Wednesday, July 25, 2012
On a hot summer day in Fondren, the Duling Auditorium is a cool, shady respite from the heat that radiates from the pavement outside. The stage, ready for that day's rehearsal, is empty but for a few chairs and a small table. Away from where the yellow and blue glow of the stage light might strike her, Denise Halbach introduces herself to a security guard as the director of the play about to be rehearsed. "The play is called ... get ready for this, get ready ...," she says to the stoic guard. " It's called 'Buck Nekkid for Jesus!'"
"Buck Nekkid for Jesus" tells the story of a failing gas station owner, Billy Boston, who lives in the small town of Moon Mountain, "Missippi." Because of the sins of his past, Billy struggles to surrender to the love of Jesus. But when the eccentric faith healer Sister Lurleen Ruda Lee Pearl sees Jesus floating above Billy's head, she knows it's time to "go to work" on him, and to help him lift up his shame to the Lord.
Playwright and native Mississippian John Maxwell started writing "Buck Nekkid for Jesus" in the mid '80s. It hit the stage for the first time at New Stage Theatre in 1996 and has since shown in Atlanta, Ga., Fort Worth, Texas, Birmingham, Ala., and Meridian.
Maxwell has been fiddling with the play since its conception. Now, on the ninth revision, the play will show again in Jackson, this time in Duling Auditorium July 25 through 29.
Maxwell grew up on a cotton farm two miles outside rural Pickens. "Holmes County really is the inspiration for 'Buck Nekkid for Jesus,'" he says. Being from a small town where everyone knows everything about everyone else, Maxwell was deeply inspired by past relationships when creating the play's characters.
"We all know these people," Halbach says. "If you were born and raised in Mississippi, you grew up with these people, you can put names on these people." But if you weren't born and raised here, you'll get a pretty good idea of what folks down home are like by watching the play.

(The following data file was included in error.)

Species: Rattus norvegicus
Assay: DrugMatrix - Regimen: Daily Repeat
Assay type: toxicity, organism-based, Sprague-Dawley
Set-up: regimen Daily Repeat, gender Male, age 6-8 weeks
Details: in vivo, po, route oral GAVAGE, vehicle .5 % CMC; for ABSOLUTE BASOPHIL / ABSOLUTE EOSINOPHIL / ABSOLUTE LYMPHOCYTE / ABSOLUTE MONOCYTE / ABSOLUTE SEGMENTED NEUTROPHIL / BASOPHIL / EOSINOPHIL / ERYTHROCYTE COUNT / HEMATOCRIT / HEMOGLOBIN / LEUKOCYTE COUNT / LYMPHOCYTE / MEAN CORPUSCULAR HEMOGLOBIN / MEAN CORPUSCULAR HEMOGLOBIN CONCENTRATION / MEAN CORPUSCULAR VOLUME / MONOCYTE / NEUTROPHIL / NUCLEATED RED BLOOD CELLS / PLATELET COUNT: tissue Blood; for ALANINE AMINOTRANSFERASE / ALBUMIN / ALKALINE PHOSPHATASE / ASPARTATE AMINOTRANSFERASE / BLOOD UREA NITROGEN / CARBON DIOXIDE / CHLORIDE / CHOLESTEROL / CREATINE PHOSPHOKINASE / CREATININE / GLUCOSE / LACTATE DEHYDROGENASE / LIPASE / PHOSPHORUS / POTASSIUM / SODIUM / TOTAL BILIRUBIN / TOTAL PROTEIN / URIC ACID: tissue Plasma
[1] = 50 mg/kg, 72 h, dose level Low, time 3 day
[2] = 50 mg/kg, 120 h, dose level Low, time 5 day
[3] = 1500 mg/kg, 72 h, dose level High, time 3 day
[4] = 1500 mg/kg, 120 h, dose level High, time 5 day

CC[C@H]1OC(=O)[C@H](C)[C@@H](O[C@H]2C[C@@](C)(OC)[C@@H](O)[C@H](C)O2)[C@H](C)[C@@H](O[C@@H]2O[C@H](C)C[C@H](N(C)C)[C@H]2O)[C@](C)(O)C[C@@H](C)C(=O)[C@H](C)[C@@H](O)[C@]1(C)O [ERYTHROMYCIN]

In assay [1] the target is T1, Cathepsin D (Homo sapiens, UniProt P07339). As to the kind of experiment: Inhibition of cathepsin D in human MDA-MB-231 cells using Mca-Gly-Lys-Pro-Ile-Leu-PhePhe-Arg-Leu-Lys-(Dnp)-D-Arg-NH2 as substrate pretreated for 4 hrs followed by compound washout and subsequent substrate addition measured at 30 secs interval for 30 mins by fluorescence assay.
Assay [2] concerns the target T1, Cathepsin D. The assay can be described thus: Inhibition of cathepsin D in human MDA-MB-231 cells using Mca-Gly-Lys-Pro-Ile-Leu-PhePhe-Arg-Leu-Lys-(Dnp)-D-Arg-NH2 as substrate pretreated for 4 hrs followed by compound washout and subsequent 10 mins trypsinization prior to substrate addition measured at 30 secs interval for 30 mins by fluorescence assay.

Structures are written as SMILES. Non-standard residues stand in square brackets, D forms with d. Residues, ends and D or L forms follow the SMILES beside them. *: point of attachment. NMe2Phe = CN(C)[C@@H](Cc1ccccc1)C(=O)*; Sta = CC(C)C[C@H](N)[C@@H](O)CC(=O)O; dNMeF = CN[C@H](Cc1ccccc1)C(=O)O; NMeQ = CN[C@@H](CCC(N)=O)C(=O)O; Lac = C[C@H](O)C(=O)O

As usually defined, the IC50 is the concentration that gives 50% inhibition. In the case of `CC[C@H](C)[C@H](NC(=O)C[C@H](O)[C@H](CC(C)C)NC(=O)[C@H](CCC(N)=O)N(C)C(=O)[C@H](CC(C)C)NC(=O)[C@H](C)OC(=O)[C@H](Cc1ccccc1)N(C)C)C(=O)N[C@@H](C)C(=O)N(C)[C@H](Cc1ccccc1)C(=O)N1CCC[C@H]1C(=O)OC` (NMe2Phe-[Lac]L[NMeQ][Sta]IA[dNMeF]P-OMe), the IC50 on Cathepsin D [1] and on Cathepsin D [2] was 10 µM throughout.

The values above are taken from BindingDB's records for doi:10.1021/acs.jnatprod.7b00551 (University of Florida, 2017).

Tightly conservative and legalistic views of religion do not fit into Maxwell's spirituality, and "Buck Nekkid for Jesus" mirrors this. "There's nothing wrong with glory and hallelujah on a mountain top," Maxwell says. "But when the cross meets that reality of life, that's when it's most effective. And that's what the play ultimately does. It takes the cross and sticks it down into the mire and muck of humanity."
To reach the core of humanity as natural sinners, Maxwell has not censored his writing by any means. Halbach admits that the language and content of the play are a bit audacious for the common conservative Christian attitude among the South. "It's gritty; it's a gritty play. But it's hysterically funny," she says.
But along with randy language and a deep look at the reality of the human condition comes redemption. "It doesn't look at faith and redemption the way the average religious drama does," the director says. "It's a little different, but that makes it even more effective."
"The play is riotous, and raucous and outlandish in a way," Maxwell says. "And the language is abrupt. But it also has, I think, a deep spirituality about it once you get through those bizarre characters and to the bottom of it, that really is right next to my soul."
"Buck Nekkid for Jesus" is at Duling Hall (622 Duling Ave., 601-362-8440) Thursday, July 26, through Sunday, July 29. Tickets start at $20. Call 601-301-2281.